Embedded insurance involves abstracting the whole insurance value chain into digital form to enable any third-party product provider, in any sector, to seamlessly integrate insurance solutions into their customer propositions, either as complementary add-ons to their core offerings or as new, native components.
The Benefits For Consumers And Retailers
Every day retailers sell things to people – washing machines, jewellery, lounge suites, smartphones, travel packages, loans, funeral policies and more. For many of their purchases customers would like – or are required by law – to have some level of insurance, or an extended warranty. Yet their options until now have been drawn out and frustrating:
- Spending time filling out carbon copy forms with a salesperson in-store (as was the case with a major retailer, for whom we have since implemented Click2Sure’s SaaS); or
- Going home and painstakingly adding newly-purchased items to their existing insurance policy, via a busy call centre.
Now embedded insurance offers customers a faster, easier way of insuring their purchases. Meanwhile, retailers benefit in three ways:
Increased Customer Lifetime Value (LTV)
Embedded insurance overturns the decades-long traditional approach to insurance – buy now, insure later. By offering insurance up front at the point of sale, embedded insurance gives customers the cover they need in real-time, fast and effortlessly.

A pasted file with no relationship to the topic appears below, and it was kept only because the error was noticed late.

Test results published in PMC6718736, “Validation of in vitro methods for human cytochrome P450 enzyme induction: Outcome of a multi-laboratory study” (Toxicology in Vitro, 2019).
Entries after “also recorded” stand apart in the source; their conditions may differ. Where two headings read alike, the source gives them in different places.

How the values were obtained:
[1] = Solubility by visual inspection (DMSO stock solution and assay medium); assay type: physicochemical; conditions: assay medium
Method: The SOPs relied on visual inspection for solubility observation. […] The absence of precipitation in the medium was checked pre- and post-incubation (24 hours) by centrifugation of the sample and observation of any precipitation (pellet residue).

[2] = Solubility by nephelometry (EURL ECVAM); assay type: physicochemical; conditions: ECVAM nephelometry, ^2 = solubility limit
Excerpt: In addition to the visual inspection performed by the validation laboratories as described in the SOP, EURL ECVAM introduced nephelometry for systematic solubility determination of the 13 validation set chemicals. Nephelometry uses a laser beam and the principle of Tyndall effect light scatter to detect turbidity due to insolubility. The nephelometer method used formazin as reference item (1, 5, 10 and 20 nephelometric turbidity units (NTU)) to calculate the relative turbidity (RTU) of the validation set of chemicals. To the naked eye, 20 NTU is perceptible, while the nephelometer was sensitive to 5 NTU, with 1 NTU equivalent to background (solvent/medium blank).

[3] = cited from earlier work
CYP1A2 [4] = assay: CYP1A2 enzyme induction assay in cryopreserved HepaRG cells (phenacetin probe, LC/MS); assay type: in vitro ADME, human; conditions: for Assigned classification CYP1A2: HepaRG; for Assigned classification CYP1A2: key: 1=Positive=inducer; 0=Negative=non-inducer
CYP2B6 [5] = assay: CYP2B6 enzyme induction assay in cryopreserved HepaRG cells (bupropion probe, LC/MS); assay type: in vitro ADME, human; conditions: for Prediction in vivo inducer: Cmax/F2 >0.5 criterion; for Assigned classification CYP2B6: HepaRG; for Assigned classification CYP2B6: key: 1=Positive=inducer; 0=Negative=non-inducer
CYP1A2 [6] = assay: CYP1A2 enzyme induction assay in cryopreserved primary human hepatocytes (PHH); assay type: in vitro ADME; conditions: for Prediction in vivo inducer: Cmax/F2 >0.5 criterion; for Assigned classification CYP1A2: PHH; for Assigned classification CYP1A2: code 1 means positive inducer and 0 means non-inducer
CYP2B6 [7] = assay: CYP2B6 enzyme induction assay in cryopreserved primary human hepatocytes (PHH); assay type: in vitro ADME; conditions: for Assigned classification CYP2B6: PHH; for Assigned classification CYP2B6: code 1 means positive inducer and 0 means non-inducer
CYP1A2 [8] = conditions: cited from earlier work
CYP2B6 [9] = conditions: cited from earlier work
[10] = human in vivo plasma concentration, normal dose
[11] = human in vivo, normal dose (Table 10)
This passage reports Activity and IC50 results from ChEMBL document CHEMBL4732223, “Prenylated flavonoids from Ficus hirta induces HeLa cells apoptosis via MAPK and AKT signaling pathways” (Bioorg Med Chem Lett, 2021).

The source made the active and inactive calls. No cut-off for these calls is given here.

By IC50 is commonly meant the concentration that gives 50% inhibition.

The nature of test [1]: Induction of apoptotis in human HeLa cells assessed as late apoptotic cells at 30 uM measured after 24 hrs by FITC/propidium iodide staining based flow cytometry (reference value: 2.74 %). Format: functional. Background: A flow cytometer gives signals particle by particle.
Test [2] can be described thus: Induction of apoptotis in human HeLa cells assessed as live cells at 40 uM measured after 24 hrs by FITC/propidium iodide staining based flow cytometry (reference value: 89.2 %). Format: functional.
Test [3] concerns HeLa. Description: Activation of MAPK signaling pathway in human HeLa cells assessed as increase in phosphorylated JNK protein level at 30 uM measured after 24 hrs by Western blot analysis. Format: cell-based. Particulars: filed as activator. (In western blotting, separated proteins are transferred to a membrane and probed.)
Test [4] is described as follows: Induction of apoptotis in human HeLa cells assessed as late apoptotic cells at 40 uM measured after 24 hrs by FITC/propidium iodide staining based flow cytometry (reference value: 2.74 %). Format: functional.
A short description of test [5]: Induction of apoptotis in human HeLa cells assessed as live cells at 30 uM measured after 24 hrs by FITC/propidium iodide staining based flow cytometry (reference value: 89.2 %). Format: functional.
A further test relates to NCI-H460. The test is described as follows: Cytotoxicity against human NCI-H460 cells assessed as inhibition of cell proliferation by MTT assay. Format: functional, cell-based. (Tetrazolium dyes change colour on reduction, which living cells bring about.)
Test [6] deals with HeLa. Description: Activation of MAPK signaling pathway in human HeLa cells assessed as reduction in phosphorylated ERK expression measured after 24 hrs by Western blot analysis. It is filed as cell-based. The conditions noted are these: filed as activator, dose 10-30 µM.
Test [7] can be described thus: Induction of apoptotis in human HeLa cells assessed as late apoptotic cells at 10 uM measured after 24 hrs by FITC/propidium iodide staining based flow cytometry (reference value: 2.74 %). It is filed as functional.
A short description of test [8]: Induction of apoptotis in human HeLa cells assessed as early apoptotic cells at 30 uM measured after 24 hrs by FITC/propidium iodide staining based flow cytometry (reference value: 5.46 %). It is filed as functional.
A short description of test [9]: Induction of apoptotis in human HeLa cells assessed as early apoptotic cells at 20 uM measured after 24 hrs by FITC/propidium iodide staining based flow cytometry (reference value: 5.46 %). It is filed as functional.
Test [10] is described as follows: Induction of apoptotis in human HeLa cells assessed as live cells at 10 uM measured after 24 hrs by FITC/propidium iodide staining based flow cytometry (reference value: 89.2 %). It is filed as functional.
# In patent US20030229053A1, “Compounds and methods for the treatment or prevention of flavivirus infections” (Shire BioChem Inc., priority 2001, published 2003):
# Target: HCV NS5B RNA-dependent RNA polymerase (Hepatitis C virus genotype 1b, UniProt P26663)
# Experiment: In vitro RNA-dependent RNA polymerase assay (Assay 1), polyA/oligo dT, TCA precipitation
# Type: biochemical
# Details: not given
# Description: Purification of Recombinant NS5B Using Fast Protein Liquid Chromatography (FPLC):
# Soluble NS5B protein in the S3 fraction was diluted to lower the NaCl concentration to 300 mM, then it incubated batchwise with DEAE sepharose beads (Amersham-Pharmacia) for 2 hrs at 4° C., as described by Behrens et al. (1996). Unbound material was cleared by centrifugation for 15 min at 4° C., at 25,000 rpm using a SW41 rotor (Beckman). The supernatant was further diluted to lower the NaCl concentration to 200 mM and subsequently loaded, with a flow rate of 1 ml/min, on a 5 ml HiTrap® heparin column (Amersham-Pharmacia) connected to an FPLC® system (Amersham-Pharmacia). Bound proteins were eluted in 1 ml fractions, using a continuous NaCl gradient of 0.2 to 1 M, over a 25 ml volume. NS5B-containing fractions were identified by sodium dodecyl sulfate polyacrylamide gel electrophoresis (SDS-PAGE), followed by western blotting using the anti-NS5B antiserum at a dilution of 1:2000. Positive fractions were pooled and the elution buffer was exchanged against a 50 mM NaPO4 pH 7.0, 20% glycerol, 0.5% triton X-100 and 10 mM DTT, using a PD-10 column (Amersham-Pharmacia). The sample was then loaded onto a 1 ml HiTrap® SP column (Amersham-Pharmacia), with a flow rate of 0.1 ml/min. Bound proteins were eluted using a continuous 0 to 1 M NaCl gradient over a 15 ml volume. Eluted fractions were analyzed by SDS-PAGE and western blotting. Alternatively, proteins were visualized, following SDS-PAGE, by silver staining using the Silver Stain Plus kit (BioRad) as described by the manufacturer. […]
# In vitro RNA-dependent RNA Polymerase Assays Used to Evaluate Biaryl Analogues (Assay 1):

The outcome for the customer? They know the retailer understands their needs in terms of convenience of purchase, simplicity of product and peace of mind. The outcome for the retailer? First-time customers are likely to become repeat customers; existing customers will be more inclined to buy more from the retailer, and both groups are likely to increase their basket size during the online shopping journey. Research from PYMNTS suggests that 58% of consumers in the eCommerce space would be more likely to buy retail products, or spend more on them, if insurance was offered at the point of sale.
A new revenue stream
In further research, the higher the cost of a purchase, the more likely it is that consumers will opt for embedded insurance cover – consumers paying more than R15 000 for something are most likely to buy up-front insurance for it, with a 30% take-up. Retailers dealing in higher-ticket products like appliances; computers; jewellery; motorbikes and cars should take note. In the automobile space specifically, the take-up of insurance cover offered at the point of sale can rise as high as 85% (PYMNTS Retail Product Insurance Study, USA, 2020).
On the other hand, research suggests that putting embedded insurance on low-ticket items sold online, prompts increased buyer interest in those items – sometimes turning a possible purchase into an actual purchase.
So offering embedded insurance presents revenue opportunities at both the higher end of the market (high insurance take-up) and at the lower end (increased purchasing).